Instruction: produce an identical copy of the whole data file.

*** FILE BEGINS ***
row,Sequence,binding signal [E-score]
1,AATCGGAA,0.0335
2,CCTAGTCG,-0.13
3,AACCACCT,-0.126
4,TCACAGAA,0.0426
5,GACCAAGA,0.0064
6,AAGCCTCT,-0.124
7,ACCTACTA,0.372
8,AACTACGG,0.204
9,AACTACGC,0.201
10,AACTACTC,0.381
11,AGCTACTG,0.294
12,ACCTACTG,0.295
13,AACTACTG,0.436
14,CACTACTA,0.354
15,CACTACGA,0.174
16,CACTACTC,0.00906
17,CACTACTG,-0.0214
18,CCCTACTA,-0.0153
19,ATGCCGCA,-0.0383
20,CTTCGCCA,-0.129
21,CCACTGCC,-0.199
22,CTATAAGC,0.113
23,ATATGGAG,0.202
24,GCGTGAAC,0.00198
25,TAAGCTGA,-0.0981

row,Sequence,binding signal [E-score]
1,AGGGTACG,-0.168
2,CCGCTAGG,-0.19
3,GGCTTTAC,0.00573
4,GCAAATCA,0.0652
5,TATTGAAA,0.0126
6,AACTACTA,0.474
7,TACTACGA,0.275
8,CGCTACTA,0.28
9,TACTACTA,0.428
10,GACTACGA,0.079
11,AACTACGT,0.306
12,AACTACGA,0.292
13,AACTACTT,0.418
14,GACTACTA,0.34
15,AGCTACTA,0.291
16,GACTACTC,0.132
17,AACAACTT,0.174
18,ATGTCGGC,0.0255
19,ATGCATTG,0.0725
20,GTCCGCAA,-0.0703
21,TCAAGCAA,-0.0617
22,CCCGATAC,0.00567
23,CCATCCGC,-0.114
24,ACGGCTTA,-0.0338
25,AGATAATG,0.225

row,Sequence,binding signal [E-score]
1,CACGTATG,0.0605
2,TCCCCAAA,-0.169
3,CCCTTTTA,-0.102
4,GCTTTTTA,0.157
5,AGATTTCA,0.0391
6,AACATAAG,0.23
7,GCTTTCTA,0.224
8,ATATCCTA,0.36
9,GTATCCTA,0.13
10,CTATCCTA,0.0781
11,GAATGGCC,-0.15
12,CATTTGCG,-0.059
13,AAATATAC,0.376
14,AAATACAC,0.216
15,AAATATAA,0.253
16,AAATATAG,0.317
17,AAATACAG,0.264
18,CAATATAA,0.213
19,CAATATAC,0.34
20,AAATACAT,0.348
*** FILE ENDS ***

row,Sequence,binding signal [E-score]
1,AATCGGAA,0.0335
2,CCTAGTCG,-0.13
3,AACCACCT,-0.126
4,TCACAGAA,0.0426
5,GACCAAGA,0.0064
6,AAGCCTCT,-0.124
7,ACCTACTA,0.372
8,AACTACGG,0.204
9,AACTACGC,0.201
10,AACTACTC,0.381
11,AGCTACTG,0.294
12,ACCTACTG,0.295
13,AACTACTG,0.436
14,CACTACTA,0.354
15,CACTACGA,0.174
16,CACTACTC,0.00906
17,CACTACTG,-0.0214
18,CCCTACTA,-0.0153
19,ATGCCGCA,-0.0383
20,CTTCGCCA,-0.129
21,CCACTGCC,-0.199
22,CTATAAGC,0.113
23,ATATGGAG,0.202
24,GCGTGAAC,0.00198
25,TAAGCTGA,-0.0981

row,Sequence,binding signal [E-score]
1,AGGGTACG,-0.168
2,CCGCTAGG,-0.19
3,GGCTTTAC,0.00573
4,GCAAATCA,0.0652
5,TATTGAAA,0.0126
6,AACTACTA,0.474
7,TACTACGA,0.275
8,CGCTACTA,0.28
9,TACTACTA,0.428
10,GACTACGA,0.079
11,AACTACGT,0.306
12,AACTACGA,0.292
13,AACTACTT,0.418
14,GACTACTA,0.34
15,AGCTACTA,0.291
16,GACTACTC,0.132
17,AACAACTT,0.174
18,ATGTCGGC,0.0255
19,ATGCATTG,0.0725
20,GTCCGCAA,-0.0703
21,TCAAGCAA,-0.0617
22,CCCGATAC,0.00567
23,CCATCCGC,-0.114
24,ACGGCTTA,-0.0338
25,AGATAATG,0.225

row,Sequence,binding signal [E-score]
1,CACGTATG,0.0605
2,TCCCCAAA,-0.169
3,CCCTTTTA,-0.102
4,GCTTTTTA,0.157
5,AGATTTCA,0.0391
6,AACATAAG,0.23
7,GCTTTCTA,0.224
8,ATATCCTA,0.36
9,GTATCCTA,0.13
10,CTATCCTA,0.0781
11,GAATGGCC,-0.15
12,CATTTGCG,-0.059
13,AAATATAC,0.376
14,AAATACAC,0.216
15,AAATATAA,0.253
16,AAATATAG,0.317
17,AAATACAG,0.264
18,CAATATAA,0.213
19,CAATATAC,0.34
20,AAATACAT,0.348